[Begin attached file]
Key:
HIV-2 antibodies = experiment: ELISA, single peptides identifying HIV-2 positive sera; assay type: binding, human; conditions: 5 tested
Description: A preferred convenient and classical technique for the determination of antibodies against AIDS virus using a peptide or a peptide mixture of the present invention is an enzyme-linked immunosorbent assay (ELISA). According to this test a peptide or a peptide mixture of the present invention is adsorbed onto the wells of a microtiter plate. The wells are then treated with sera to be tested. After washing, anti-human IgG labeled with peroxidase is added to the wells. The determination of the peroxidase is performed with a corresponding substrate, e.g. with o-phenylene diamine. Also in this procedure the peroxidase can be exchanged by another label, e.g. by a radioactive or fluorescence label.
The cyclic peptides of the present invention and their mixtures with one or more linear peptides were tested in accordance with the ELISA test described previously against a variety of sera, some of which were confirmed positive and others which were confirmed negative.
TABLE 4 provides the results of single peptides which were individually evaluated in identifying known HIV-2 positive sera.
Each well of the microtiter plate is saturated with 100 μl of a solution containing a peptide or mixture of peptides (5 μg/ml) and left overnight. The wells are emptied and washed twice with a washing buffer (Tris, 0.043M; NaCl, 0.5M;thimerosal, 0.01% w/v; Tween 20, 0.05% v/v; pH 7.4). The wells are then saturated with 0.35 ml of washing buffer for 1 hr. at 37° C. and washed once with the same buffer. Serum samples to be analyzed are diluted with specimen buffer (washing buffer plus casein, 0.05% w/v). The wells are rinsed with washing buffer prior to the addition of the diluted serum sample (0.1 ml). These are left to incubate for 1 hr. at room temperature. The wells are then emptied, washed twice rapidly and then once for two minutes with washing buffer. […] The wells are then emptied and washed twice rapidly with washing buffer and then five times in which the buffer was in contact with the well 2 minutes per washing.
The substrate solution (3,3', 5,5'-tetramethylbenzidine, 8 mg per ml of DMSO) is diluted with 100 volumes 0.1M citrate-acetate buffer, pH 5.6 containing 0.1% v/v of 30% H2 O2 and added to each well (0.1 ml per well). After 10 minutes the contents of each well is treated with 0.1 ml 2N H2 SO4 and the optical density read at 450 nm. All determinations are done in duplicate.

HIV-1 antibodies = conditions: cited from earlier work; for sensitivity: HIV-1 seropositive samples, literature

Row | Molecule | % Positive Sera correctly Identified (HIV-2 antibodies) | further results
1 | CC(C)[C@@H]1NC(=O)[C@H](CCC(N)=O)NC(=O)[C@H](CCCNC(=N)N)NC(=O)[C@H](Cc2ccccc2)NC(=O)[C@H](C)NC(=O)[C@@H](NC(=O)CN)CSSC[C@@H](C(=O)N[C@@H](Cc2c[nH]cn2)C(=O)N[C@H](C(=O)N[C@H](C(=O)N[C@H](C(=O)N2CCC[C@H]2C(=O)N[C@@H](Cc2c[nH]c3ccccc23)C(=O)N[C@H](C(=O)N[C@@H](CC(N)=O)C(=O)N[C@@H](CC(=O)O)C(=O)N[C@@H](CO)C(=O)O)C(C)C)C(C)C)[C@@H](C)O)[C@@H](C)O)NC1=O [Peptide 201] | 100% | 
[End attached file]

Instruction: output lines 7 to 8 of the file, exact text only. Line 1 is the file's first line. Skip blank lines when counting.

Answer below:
The substrate solution (3,3', 5,5'-tetramethylbenzidine, 8 mg per ml of DMSO) is diluted with 100 volumes 0.1M citrate-acetate buffer, pH 5.6 containing 0.1% v/v of 30% H2 O2 and added to each well (0.1 ml per well). After 10 minutes the contents of each well is treated with 0.1 ml 2N H2 SO4 and the optical density read at 450 nm. All determinations are done in duplicate.

HIV-1 antibodies = conditions: cited from earlier work; for sensitivity: HIV-1 seropositive samples, literature